“Wild”

Rites of Passage

A few weeks ago, I heard Cheryl Strayed, author of the popular memoir, Wild: From Lost to Found on the Pacific Crest Trail, speak at the Nonfiction Writers Conference.

Wild came out in 2012 and tells Strayed’s story of solo hiking 1,100 miles of the Pacific Crest Trail (PCT) when she was twenty-six. The PCT covers 2,650 miles from the Mexican border in Southern California to the Canadian border in Washington. The terrain, as treacherous as it’s beautiful, courses through the Mohave Desert and across the crests of nine different mountain ranges.

Strayed’s life sat at its lowest point when she decided to thru-hike one hundred days on the PCT. Her mother had just died from cancer, her marriage was terminal, and she had been dabbling with dangerous drugs and men. She had never done long-distance hiking but felt she had nothing to lose.

Strayed talked about how your memoir must be about more than just your experiences if you write for the general public.

“For it to go from interesting story in your own life to interesting story in literature, you have to locate what’s universal in it,” Strayed said. “Your story is like a lasagna. The first layer is what happened. All the other layers beneath make it universal.”

When she decided to write a book about her experience, she found that all-important universal theme. In the hotel, before arriving at the trailhead, she tried to pick up her pack and put it on her back for the first time—she did no practice hikes ahead of time and could not lift it.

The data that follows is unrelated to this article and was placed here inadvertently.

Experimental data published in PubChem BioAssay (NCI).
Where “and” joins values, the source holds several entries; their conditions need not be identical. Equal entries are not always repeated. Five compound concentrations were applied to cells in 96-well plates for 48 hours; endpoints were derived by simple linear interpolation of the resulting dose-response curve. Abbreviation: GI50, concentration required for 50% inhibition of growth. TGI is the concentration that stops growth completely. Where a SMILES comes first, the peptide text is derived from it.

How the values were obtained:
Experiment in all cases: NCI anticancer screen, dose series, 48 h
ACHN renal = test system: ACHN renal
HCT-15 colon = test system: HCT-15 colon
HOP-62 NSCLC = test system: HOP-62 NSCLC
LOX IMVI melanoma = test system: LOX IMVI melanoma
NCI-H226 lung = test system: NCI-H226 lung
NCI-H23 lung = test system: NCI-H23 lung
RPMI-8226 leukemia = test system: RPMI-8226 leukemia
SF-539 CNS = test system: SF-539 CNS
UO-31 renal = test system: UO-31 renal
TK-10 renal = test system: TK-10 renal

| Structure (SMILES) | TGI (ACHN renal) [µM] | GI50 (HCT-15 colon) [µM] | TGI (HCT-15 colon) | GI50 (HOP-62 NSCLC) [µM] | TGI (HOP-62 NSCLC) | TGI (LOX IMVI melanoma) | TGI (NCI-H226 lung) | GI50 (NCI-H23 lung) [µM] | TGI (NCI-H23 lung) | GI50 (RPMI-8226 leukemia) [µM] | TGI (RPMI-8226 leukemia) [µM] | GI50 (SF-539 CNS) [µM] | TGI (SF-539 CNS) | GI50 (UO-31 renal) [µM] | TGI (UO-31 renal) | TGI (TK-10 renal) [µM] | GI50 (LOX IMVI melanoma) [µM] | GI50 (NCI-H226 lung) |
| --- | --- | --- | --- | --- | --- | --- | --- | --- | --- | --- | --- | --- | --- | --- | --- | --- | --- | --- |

“That moment became the universal thread. The one thing I couldn’t do was the one thing I had to do. I had to bear the unbearable, which most people can relate to in one way or another.”

I so identified with Strayed when she said, “I never know where to start on a project, and I will do anything to avoid it. I feel anxious and full of dread, but once I start writing, I know I will keep going.”

Cheryl Strayed is now working on a second memoir, but she didn’t say much about it. I guess we’ll just have to wait for its publication.

Remember, the only way to do this wrong is to not do it at all.

Until next time, happy writing.

If you’ve thought about joining our Life Writers membership, now’s a great time to check it out. We begin studying a new memoir June 1, 2023.

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Please note: All grammatical and typographical errors have been put in this article for
your enjoyment in finding them.

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